Physics/math major Andrew Robertson earns Goldwater ScholarshipApril 19, 2006
The Barry M. Goldwater Scholarship and Excellence in Education Foundation has named
junior Rowan University physics/mathematics double major Andrew Robertson, 20, of Mickleton, as a Goldwater Scholar for 2006-07.
A federally endowed agency, the Goldwater Foundation designed the scholarship program to encourage outstanding students to pursue careers in mathematics, the natural sciences and engineering and to help alleviate a critical current and future shortage of highly qualified scientists, mathematicians and engineers.
Robertson, the son of William and Barbara Robertson, also of Mickleton, is a graduate of
Salesianum School in Wilmington, Del. He hopes to attend Princeton University to earn a Ph.D. in condensed matter physics and eventually wants to pursue a career conducting research in the subject at a university. At Rowan, he has been active in the Physics Club, for which he has served as president for two semesters, and the German and math clubs. Robertson also has been a physics and mathematics tutor at Rowan.
The research for which he received the scholarship was done under Dr. Hong Ling in the quantum mechanics of Bose-Einstein condensation, a subfield of cold atom research.
"When I found out that I had won the scholarship, my family and I were very excited," Robertson said. "The full effect didn't really hit me until I was congratulated by the professors of the Physics Department. We have such an elite group of physics professors at Rowan; it was extremely flattering to be shaking their hands because of my award. I feel a lot of pride to be learning under a department that can be so competitive, even against schools like Princeton and Cal Tech."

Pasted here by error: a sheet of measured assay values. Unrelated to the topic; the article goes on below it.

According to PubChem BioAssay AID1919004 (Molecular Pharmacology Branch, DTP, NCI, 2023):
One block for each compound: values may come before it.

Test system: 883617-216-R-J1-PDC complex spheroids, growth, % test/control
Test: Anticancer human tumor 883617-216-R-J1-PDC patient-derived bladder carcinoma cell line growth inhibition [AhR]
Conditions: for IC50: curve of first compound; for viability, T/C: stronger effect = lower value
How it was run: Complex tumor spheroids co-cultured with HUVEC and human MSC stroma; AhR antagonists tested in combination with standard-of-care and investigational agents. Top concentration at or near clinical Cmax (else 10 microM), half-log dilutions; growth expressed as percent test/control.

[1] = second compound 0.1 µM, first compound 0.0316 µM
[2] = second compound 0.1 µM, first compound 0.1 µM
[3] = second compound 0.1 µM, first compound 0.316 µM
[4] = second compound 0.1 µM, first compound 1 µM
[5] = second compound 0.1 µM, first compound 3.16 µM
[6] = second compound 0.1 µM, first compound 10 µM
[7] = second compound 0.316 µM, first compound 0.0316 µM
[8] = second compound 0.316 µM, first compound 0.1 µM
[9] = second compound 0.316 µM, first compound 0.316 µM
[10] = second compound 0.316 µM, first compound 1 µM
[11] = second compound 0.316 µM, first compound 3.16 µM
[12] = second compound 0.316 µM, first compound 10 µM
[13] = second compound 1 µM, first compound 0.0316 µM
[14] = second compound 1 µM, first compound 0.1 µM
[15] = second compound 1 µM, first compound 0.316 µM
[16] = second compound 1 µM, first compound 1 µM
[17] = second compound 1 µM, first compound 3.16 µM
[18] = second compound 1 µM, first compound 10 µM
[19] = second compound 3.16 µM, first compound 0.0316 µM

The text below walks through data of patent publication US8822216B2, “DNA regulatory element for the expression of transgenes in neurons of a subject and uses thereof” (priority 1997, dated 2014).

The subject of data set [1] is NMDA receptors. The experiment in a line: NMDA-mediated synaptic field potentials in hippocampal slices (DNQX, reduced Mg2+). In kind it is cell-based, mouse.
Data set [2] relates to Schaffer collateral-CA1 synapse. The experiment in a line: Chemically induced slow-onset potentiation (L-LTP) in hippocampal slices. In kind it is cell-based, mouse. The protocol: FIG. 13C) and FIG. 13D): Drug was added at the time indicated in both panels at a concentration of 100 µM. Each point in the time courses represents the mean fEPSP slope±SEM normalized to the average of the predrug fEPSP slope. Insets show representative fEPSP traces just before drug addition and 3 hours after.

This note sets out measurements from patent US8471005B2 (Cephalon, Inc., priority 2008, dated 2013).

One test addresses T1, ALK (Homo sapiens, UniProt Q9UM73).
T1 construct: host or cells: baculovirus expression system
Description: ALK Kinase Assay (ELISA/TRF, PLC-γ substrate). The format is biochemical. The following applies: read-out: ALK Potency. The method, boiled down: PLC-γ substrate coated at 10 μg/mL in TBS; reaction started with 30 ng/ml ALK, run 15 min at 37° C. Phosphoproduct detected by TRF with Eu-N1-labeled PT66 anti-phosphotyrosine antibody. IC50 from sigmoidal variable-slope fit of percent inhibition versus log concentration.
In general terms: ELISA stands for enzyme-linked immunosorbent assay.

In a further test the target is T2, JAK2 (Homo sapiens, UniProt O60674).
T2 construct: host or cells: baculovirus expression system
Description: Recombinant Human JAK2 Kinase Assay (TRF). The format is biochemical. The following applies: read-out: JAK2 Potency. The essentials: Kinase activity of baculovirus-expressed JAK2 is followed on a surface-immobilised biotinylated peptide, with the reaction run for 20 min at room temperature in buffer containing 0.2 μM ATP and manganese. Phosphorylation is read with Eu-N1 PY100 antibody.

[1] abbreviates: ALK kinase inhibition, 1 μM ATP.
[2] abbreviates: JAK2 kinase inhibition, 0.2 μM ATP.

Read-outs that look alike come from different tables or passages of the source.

The Foundation also awarded an honorable mention to sophomore physics/mathematics double major Lucas Willis, 20, of Bellmawr. Willis plans to earn a Ph.D. in atomic/plasma physics and conduct research at a national laboratory or at a research university in the field of ultra cold plasma physics or some branch of atomic or plasma physics.
Both students have been active researchers at Rowan.
The foundation, which honors the late Sen. Barry M. Goldwater and is chaired by Peggy Goldwater Clay, awarded 323 scholarships for 2006-07 to sophomores and juniors in the United States. Authorized by United States Congress in 1986, the program selected the scholars on the basis of academic merit from a field of 1,081 mathematics, science and engineering majors nominated by the faculties of colleges and universities nationwide. The one- and two-year scholarships cover the cost of tuition, fees, books and room and board for up to $7,5000 per year, according to the foundation. Goldwater Scholars have very impressive academic qualifications that have garnered the attention of prestigious post-graduate fellowship programs, according to the foundation, and in recent years, Goldwater Scholars have received 63 Rhodes Scholarships and 80 Marshall Awards, along with other distinguished fellowships.
To be considered for a scholarship, a student must, among other qualifications, be a full-time matriculated sophomore or junior pursuing a degree at an accredited institution of higher education during the 2006-2007 academic year; be in the upper fourth of his or her class; and be a United States citizen, a permanent resident or a United States national.